Mr Mitchell, a keen cyclist, was reported by The Sun to also have called the police "morons".
"Best you learn your f****** place. You don't run this f****** Government. You're f****** plebs," it reported him as saying.
In a statement on Friday the Tory, who was also a minister under John Major in the early 1990s, said: "On Wednesday night I attempted to leave Downing Street via the main gate, something I have been allowed to do many times before.
"I was told that I was not allowed to leave that way. While I do not accept that I used any of the words that have been reported, I accept I did not treat the police with the respect they deserve.
"I have seen the supervising sergeant and apologised, and will also apologise to the police officer involved."
Downing Street declined to comment.
Who can forget this classic? After being pelted with an egg Prescott doesn't think twice about clocking the perpetrator with a swift left hook. To be fair he deserved it just for the mullet, never mind the egg.
No surprise that these two would show up. In a relationship so tempestuous that it overshadows Axl Rose and Slash, Heather Mills and Paul McCartney and the time that Big Ears stole Noddy's bell, Boris Johnson and Ken Livingstone are renowned for their heated confrontations. This year's London Mayoral election reached boiling point when Johnson accused Livingstone of being "a f**king liar!" How rude.
Don't let his warm smile, and werthers-original-offering-cuddly-Grandad looks fool you. Stephen Pound, MP for Ealing North, is nails. Well, you'd have to be to <a href="http://www.dailymail.co.uk/news/article-1277538/Labour-MP-Stephen-Pounds-foul-mouthed-football-rant.html">call Sol Campbell "a big f***ing fairy." In front of numerous children.</a>
John Bercow, (pictured) Speaker of the House of Commons, has numerous benefits that come with his position. A £68,000 salary, a river view apartment in Westminster and a rather dashing black silk gown. But perhaps the greatest privilege is the right to walk in a straight line through Parliament, unimpeded by MPs who have to graciously bow out of your way as you pass. Unless you are Mark Pritchard. When accused by Bercow of blocking his path Pritchard shot back "you are not f***ing royalty," before rather politely adding "Mr Speaker."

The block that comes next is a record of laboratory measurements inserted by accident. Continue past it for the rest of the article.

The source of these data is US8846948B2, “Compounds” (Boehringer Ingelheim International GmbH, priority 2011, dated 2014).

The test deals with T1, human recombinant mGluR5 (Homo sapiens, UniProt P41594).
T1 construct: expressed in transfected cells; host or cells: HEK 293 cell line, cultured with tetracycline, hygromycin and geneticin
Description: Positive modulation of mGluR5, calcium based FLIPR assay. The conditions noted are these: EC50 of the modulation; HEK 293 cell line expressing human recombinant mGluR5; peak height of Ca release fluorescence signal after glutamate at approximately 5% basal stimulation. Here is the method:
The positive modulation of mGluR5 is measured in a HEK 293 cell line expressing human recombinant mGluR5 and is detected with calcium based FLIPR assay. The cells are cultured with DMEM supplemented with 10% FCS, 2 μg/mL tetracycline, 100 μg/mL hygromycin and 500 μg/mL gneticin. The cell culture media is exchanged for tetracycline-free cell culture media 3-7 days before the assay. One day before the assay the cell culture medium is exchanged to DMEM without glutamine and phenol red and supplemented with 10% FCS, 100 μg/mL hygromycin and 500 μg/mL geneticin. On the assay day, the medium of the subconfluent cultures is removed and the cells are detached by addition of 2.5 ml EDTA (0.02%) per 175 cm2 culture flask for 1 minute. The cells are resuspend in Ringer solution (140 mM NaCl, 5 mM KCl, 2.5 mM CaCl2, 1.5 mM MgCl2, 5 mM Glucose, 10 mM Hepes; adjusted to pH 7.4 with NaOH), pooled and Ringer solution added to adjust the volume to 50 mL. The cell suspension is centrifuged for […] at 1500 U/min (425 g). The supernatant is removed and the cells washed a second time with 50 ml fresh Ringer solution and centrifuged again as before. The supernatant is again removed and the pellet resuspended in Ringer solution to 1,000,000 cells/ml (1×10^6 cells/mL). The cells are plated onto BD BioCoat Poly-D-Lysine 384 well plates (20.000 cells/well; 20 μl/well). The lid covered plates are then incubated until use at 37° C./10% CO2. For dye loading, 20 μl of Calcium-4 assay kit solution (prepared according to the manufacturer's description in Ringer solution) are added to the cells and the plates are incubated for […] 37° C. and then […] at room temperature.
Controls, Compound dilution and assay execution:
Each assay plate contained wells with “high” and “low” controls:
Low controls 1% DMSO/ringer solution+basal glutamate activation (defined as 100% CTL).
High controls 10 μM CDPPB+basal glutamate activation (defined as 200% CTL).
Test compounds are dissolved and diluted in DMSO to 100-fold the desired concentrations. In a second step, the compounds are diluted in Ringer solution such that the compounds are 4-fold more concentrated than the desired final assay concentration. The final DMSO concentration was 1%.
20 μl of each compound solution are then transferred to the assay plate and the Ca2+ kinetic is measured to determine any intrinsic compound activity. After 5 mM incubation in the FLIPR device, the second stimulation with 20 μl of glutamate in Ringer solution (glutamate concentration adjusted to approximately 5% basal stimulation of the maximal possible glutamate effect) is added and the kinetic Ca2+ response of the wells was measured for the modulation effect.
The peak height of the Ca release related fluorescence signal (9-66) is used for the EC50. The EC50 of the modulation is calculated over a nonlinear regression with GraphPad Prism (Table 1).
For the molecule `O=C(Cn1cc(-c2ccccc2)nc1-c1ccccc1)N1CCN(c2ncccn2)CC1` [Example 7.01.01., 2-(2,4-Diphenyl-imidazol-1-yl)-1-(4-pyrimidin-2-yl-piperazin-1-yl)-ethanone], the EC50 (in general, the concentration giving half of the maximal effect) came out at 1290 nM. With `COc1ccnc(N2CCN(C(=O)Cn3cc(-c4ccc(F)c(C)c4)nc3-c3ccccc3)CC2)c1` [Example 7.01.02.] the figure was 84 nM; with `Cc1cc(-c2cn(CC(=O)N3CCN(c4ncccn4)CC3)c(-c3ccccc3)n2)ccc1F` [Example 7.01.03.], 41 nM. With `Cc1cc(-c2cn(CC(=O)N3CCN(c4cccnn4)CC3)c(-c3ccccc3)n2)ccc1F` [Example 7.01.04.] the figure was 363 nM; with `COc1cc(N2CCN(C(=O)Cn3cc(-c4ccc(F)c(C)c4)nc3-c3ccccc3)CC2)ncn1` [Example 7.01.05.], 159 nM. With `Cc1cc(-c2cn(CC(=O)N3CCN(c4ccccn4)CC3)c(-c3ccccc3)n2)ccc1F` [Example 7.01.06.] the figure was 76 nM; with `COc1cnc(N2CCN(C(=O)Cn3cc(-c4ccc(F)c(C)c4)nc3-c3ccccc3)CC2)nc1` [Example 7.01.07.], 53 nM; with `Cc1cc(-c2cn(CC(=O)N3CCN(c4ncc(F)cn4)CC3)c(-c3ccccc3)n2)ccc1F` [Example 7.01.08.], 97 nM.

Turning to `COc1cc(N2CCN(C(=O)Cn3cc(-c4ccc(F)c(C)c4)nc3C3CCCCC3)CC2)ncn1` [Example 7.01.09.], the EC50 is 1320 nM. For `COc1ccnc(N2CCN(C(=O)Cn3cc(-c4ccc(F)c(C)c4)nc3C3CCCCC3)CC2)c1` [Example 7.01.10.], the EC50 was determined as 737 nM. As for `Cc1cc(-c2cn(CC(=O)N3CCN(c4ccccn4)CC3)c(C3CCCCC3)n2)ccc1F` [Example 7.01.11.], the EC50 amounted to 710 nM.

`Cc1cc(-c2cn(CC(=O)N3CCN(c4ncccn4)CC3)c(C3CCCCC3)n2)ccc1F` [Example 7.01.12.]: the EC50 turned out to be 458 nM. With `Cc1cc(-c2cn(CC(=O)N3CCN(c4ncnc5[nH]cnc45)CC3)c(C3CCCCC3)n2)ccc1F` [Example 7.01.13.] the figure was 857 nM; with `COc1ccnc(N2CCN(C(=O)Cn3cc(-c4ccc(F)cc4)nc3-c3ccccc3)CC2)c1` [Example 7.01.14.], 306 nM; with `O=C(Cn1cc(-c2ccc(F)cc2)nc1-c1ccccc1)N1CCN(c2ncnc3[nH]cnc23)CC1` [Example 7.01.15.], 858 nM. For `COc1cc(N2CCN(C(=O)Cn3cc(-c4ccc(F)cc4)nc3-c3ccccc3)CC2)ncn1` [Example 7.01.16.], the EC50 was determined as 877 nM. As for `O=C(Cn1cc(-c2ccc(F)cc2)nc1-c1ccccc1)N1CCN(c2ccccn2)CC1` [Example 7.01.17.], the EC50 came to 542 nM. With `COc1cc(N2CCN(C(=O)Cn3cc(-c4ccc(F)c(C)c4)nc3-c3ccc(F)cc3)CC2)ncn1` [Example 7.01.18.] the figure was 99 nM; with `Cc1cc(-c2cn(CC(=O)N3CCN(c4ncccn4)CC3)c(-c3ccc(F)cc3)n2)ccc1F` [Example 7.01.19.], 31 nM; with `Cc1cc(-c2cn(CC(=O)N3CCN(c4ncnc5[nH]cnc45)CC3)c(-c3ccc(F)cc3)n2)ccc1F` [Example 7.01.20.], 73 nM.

Not content with mere words and bypassing fisticuffs entirely, Eric Joyce upped the ante and went straight for hooligan's favourite method of violence, the headbutt. After one or two too many sherries Joyce flew into a rage in a packed Westminster bar, headbutting Tory MP for Pudsey Stuart Andrew and allegedly attacking three other people. The police were called and Joyce was arrested.
South London rag, News Shopper thought that it had come up with a rather lovely idea for a piece when it decided to ask local MPs what their summer holiday plans were. Reporter Dan Keel set about collecting said information and was met with plans of sun, sand and then this.... DAN: Hi it's Dan from the News Shopper newspaper. I was just wondering if you received my email about MP holidays? HOLLOWAY: Ah the online lynch mob. Why don't you get on with doing some proper journalism. DAN: So you won't be answering any of my questions? HOLLOWAY: Yeah I will answer them - I will be going to Hawaii for 69 days - now f*ck off
We are now briefly hopping over to Ireland to present two superbly presented expletives. Note the ever so polite and calm introduction of "the most unparliamentary language", the pure venom in his words and the slightly pigeon-esque head movements. Not to mention the apology and attempted retraction after.